The one thing I don't see addressed yet is that of ability-lockout and Scrivener-having-to-close bugs. Those are probably pretty important, when they occur, and of course they are often the most troublesome to get a handle on, as once you know where they are, often they're easy to fix, but that finding out of where the issue actually begins can be hard.

It's proportionally up to us to document how to get into trouble this way, and I'm trying things to duplicate what I ran into right after installing 1.3, after which many actions would cause a crash-close. So far, not getting it back, but I will find it, and then will report.

I'm thinking you might keep a block of operational capacity earmarked for fixing things like this, as they get documented, so that reliability for writing's value gets timely and consistent attention. It might give a suitable variety to plowing ahead on well-defined coding as well, and it's what can allow us to invite further friends to sample Scrivener.

Otherwise, I've very glad to hear the tone and clarity in what you're saying. Each of you individual''s personal interest and insight in this way is what makes the project, and so the project is healthy. And it is a fine one, as you know.

The later plan for prioritizing is probably quite a good idea too.

Thanks, Lee, and all of you.

Regards,
Clive

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MadameHardy
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Wed Nov 10, 2010 4:49 pm Post

AsyouknowBob, parsing RTF is a nightmare because (A) undocumented and (B) full of cruft from days we dare not name. Good luck.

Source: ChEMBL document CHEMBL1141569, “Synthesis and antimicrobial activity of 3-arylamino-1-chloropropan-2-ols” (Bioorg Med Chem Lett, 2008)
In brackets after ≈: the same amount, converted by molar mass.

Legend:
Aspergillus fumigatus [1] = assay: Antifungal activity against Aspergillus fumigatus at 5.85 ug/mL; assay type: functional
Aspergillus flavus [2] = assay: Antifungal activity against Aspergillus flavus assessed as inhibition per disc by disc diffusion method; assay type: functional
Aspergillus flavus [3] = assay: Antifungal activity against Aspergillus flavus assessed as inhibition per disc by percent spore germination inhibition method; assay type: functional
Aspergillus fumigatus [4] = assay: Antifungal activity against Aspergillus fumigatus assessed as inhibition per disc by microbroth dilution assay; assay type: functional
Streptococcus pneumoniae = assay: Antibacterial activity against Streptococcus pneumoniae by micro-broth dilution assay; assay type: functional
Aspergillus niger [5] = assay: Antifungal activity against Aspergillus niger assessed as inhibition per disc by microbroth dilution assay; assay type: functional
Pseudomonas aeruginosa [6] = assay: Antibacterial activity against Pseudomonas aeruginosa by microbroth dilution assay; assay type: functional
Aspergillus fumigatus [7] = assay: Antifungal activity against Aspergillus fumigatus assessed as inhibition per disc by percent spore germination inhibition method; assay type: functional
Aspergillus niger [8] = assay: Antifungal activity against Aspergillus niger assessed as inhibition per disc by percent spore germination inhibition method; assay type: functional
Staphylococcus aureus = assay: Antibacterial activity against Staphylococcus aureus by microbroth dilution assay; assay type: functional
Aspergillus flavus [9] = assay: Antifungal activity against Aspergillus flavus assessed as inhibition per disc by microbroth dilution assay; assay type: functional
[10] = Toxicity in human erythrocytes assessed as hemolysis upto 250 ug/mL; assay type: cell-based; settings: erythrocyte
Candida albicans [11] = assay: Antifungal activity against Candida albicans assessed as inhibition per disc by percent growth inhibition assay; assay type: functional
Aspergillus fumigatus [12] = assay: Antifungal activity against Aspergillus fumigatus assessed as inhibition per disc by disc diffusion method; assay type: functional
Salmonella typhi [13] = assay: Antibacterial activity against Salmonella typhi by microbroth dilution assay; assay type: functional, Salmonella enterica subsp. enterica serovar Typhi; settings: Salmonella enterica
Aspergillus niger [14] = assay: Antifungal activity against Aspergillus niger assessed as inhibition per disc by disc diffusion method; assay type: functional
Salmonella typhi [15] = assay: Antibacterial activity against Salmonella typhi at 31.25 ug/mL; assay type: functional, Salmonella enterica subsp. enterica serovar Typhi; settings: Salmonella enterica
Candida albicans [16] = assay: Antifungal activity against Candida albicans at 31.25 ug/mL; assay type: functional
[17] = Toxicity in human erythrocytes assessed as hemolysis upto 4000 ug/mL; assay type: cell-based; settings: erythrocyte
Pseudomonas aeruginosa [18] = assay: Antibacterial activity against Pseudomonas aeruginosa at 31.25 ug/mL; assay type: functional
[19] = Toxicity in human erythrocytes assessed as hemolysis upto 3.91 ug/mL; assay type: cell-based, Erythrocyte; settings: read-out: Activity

Ja
Jak
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Wed Nov 10, 2010 6:41 pm Post

I agree with DiscoveredJoy's idea on selecting the most important bugs individually. Also, I'll pass on telling the Linux users. They're dreams are crushed often enough as it is. XD

Ma
Max
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Wed Nov 10, 2010 10:15 pm Post

Max looked up, his eyes wide and his lower lip quivering. His eyes gained a sheen of moist. When he spoke, his voice was uneven. 'Tell the Linux users? No... nononono!' His head shook hard from side to side for each no, and then he stood up fast and headed for the door.

'I'd rather jump into a pit full of vipers.' He slammed the door behind him as he left the room, and then he leaned against the door, and closed his eyes. When he wiped his brow with a handkerchief he retrieved from the jeans pocket, his hand trembled. Tell the Linux users... indeed.

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Digitalus
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Thu Nov 11, 2010 1:49 am Post

Suggestion: Google Moderator http://www.google.com/moderator/#0

It's an easy way to get input from a lot of people and a great tool to prioritize bug fixes via democratic voting. Worth a look, at any rate.

Thanks for the update!
2020 is one long existential crisis. Change my mind.
Windows 10 x64 | Scrivener v3 Beta | QuollWriter | Word

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greyspade